Massive Mid-Barataria Diversion Project breaks ground

Published: Aug. 10, 2023 at 4:37 PM CDT
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NEW ORLEANS (WVUE) - Hundreds of people gathered Thurs., Aug. 10 to mark the initiation of Louisiana’s most extensive coastal project endeavor as construction begins for the Mid-Barataria Diversion Project.

After years of discussions and planning, the ambitious initiative has finally broken ground, set to reshape the coastal landscape and fortify Louisiana’s vulnerable regions.

In the next three years, a two-mile-long stretch along the west bank of Plaquemines Parish below Myrtle will be transformed into a concrete channel.

State officials call it a game-changer.

“If we allow it to, it will shape our world for many years to come,” said Governor John Bel Edwards.

Mid Barataria diversion construction begins
Mid Barataria diversion construction begins(rob masson)

The Mid-Barataria diversion is designed to redirect a substantial amount of the Mississippi River’s water, up to 75,000 cubic feet per second, along with its crucial sediment, into Barataria Bay. This significant influx constitutes nearly 15% of the river’s flow. According to Bren Haase from the Louisiana Coastal Protection Authority, the project aims to restore the natural processes that originally formed the Louisiana coast.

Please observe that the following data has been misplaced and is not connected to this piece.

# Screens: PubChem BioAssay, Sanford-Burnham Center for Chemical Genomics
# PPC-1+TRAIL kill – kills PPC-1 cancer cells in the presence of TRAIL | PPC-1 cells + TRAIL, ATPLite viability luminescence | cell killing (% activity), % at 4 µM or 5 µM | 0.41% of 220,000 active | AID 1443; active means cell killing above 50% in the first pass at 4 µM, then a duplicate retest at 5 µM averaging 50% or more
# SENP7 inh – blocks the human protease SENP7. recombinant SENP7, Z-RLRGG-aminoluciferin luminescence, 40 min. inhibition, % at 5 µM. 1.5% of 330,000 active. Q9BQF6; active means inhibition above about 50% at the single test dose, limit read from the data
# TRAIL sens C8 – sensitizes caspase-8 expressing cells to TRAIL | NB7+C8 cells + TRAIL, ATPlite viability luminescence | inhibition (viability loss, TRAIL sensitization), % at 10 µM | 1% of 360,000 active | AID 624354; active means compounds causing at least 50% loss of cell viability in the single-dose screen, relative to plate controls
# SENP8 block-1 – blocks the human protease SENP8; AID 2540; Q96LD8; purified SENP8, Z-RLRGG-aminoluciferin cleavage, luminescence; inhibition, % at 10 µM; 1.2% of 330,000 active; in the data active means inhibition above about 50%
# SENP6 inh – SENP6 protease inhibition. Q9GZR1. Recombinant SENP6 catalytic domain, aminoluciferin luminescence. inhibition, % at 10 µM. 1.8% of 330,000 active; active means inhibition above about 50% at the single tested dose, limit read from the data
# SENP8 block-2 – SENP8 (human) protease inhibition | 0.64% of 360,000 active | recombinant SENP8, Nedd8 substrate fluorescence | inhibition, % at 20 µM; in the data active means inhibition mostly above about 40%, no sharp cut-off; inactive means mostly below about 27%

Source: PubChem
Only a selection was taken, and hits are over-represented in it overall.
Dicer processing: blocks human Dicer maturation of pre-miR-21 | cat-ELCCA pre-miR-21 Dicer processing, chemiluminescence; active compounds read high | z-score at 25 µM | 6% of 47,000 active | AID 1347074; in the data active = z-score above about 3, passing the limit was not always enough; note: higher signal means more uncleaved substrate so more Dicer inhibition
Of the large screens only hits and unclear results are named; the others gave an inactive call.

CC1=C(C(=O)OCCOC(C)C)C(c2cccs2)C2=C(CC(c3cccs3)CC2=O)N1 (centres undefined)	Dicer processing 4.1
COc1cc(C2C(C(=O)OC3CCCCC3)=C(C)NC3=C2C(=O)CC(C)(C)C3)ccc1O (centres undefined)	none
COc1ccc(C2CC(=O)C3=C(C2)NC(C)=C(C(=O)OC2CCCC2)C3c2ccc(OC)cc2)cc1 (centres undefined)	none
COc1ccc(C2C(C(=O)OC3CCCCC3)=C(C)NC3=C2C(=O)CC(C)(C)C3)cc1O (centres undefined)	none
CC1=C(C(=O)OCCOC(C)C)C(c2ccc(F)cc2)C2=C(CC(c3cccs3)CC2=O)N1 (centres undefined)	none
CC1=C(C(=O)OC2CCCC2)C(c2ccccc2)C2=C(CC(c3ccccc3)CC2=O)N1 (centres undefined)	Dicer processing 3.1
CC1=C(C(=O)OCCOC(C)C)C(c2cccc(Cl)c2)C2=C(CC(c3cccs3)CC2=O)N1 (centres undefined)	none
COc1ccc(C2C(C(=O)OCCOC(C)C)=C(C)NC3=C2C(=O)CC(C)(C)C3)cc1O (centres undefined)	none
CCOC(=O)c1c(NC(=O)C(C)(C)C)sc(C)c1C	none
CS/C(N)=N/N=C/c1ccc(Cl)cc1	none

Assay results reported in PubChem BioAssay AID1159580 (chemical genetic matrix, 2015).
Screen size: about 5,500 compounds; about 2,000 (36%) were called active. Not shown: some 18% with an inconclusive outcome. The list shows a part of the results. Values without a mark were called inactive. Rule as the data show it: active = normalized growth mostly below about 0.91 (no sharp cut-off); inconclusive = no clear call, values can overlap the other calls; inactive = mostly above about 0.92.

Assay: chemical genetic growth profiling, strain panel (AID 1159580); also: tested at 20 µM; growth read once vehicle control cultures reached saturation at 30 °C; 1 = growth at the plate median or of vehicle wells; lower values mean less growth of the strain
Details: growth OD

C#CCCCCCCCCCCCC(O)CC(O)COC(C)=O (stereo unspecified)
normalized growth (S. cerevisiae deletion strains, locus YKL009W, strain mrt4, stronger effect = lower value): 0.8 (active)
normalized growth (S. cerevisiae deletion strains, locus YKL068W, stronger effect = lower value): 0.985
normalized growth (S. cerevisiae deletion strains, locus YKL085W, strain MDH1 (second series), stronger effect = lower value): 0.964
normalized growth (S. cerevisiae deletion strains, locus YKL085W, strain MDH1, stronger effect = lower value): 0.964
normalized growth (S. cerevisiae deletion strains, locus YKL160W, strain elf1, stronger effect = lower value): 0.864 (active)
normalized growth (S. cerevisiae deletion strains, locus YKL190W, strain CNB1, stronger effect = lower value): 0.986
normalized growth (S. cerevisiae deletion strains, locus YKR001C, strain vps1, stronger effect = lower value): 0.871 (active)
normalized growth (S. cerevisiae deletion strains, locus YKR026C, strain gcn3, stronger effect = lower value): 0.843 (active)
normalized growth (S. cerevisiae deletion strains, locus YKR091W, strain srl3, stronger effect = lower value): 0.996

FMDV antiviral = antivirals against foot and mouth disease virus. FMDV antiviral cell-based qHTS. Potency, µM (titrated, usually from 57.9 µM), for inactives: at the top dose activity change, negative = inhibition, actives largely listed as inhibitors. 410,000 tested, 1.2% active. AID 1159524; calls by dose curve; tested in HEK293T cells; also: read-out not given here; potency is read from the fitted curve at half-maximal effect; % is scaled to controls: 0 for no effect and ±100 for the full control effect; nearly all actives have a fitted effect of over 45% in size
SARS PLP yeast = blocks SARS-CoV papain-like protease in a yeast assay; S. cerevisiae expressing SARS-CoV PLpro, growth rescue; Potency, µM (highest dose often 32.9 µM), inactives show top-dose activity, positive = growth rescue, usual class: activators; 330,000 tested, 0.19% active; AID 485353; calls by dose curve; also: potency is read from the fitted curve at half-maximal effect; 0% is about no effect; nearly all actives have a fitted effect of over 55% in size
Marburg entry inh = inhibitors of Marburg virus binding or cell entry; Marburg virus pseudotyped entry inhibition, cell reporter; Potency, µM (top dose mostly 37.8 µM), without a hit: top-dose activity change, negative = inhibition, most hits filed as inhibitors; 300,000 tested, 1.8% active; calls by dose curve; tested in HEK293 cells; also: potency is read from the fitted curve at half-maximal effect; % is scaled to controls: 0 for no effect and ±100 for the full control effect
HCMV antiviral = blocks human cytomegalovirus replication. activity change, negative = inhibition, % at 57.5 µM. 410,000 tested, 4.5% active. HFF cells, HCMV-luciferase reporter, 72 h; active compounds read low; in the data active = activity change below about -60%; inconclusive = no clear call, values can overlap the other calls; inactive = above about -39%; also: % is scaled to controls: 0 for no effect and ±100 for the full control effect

“This project will return the natural process a built Louisiana in the first place,” said Haase.

The project’s costs have escalated to $2.9 billion, making it the largest coastal restoration project in state history.

“Since I’ve been governor, we’ve added 26,000 acres of land. This project will do that by itself,” said Edwards.

A graphic rendering of the proposed Mid-Barataria Sediment Diversion Project
A graphic rendering of the proposed Mid-Barataria Sediment Diversion Project(CPRA (custom credit) | CPRA)

The project has been on the drawing board for nearly 10 years and has drawn concern from fishermen every step of the way.

“In 50 years I’m not going to be here to enjoy the fruits or tell them that they’re wrong,” said Grand Isle shrimp processor Dean Blanchard.

An Army Corps impact study found that the introduction of large amounts of river water will have severe impacts on saltwater fish species, including dolphins.

A Louisiana shrimper heads out into Barataria Bay in this May 29, 2013 file photo (John Snell)
A Louisiana shrimper heads out into Barataria Bay in this May 29, 2013 file photo (John Snell)

No one denies that this diversion project will impact fishermen in this region, but state officials say money is available to help them deal with their economic loss.

“There is $400 million to assist fisheries and adjust to changes in the basin,” said Haase.

If all goes as planned, those changes will begin occurring in the next three to five years.

“I understand the anxiety, but we’re protecting the livelihoods of everyone along the Gulf of Mexico,” said Edwards.

Concerns have also surfaced about potential implications for saltwater intrusion in Southern Plaquemines Parish. The Coastal Protection and Restoration Authority (CPRA) clarified that during low river levels, the diversion will be curtailed to safeguard existing municipal water systems from further harm.

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